Turpie T (2016) Scottish and British? The Scottish Authorities, Richard III and the Cult of St Ninian in Late Medieval Scotland and Northern England. In: Penman M, Buchanan K & Dean L (eds.) Medieval and Early Modern Representations of Authority in Scotland and The British Isles. Abingdon: Routledge, pp. 124-140. https://www.routledge.com/Medieval-and-Early-Modern-Representations-of-Authority-in-Scotland-and/Buchanan-Dean/p/book/9781472424488


Book Chapter

Turpie T (2016) North-eastern Saints in the Aberdeen Breviary and the Historia Gentis Scotorum of Hector Boece: Liturgy, history and religious practice in late medieval Scotland. In: Geddes J (ed.) Medieval Art, Architecture and Archaeology in the Dioceses of Aberdeen and Moray. The British Archaeological Association Conference Transactions. Leeds: Maney Publishing, pp. 239-247. https://www.routledge.com/Medieval-Art-Architecture-and-Archaeology-in-the-Dioceses-of-Aberdeen/Geddes/p/book/9781138640689


Teaching

Teaching

I currently coordinate the second year module, HISU9X4 Back to the Future; Putting History and Heritage to Work, and will be coordinating a new module, the HISU9H3 History and Heritage of Stirling, from 2024.

I also lecture and tutor on the large Scottish Medieval and Early Modern courses;

HIS9A1 For the Lion: Scotland in the British Isles and Europe, c.1100-1542 HIS9A2 Renaissance, Reformation & Revolution : Scotland 1542-1715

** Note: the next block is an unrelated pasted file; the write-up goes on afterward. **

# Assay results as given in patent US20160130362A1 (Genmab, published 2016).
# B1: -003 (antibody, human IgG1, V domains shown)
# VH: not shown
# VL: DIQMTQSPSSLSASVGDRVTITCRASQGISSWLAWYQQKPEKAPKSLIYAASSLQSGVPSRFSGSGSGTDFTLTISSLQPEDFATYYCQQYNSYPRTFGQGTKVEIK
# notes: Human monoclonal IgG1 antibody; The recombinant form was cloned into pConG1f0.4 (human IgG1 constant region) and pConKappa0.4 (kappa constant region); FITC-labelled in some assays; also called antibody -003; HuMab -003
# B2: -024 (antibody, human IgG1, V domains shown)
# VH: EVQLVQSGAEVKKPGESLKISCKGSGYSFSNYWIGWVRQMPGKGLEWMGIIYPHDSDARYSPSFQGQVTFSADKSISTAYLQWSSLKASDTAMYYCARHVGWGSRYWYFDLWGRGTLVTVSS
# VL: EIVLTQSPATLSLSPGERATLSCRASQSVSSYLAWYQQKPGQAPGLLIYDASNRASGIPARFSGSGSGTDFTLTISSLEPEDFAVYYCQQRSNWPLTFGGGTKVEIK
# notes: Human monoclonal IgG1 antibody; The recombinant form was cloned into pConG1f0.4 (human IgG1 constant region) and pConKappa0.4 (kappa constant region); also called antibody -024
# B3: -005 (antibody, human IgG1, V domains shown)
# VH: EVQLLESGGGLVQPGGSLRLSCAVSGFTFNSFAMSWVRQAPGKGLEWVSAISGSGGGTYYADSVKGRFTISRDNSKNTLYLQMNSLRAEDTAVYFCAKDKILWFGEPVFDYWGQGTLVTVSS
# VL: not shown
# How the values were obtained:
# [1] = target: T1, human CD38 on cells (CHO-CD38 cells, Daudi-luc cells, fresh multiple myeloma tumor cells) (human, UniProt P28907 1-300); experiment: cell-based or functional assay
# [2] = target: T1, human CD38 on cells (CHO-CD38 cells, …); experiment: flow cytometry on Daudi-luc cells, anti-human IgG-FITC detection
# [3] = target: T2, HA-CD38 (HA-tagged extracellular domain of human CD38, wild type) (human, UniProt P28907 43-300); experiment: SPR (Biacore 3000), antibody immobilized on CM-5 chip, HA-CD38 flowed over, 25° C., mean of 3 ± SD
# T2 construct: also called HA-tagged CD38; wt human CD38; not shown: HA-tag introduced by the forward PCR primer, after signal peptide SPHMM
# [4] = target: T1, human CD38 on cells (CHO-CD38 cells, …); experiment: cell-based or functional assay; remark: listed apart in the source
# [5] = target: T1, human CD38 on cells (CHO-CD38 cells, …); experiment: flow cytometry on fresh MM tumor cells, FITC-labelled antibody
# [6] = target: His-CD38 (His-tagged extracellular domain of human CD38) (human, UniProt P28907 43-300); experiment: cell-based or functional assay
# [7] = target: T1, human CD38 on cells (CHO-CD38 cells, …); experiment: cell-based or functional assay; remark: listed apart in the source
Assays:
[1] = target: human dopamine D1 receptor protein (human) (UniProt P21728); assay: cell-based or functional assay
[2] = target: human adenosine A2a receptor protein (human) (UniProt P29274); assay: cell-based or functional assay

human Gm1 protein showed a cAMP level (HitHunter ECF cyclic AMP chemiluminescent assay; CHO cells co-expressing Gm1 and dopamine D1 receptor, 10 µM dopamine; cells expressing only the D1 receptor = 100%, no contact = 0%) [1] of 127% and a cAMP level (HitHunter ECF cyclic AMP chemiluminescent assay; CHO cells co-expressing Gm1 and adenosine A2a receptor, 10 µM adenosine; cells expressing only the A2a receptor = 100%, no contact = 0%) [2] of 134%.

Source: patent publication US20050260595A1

-provide lectures for the modern British history course; The making of modern Britain, 1707 – 2000: an introduction

-and research-led seminars for the Heritage MSc module; HERPP07 Understanding and Managing Historic Environments: a Scottish Perspective.

In the past I have also supervised MSc Heritage and BA History Dissertations, and taught on a range of medieval and early modern modules and broader thematic modules listed below;

HISU9C2 Concepts of History: themes and transformations

HIS9S3 Reputations in History

HISU9J4 War, Famine. Disease and Death, c.1250-1650

HIS9Q4 Scotland in the Age of Wallace and Bruce 1286-1329

HIS9P5 The Stewart Kings of Scotland, 1424 - 1513

HISU9I6 Castles: Power and Authority, Landscapes and Contexts

HISU9H5 Medieval Archaeology and Heritage

HIS9X7/X8 History Dissertation

HERPPD2 MSc Heritage Dissertation

Teaching

Module Coordinator
University of Stirling

Coordinated module HISU9X4 Back to the Future; putting History and Heritage to Work

HIS9P5 The Stewart Kings of Scotland, 1424 - 1513

HIST07001 Medieval Scotland
University of Edinburgh

Preparing and leading seminars of 12-14 students on Level one course; Medieval Scottish History. Roles also involved providing advice on essay writing, oral performance and assessing and providing feedback on written work and presentations.

U03750 Introduction to Medieval Europe 2
University of Edinburgh

Preparing and leading seminars of 10-12 students on Level Two course; Introduction to Medieval Europe 2 (and in 2010 IME 2a in new format). Roles also involved providing advice on essay writing, oral performance and assessing and providing feedback on written work and presentations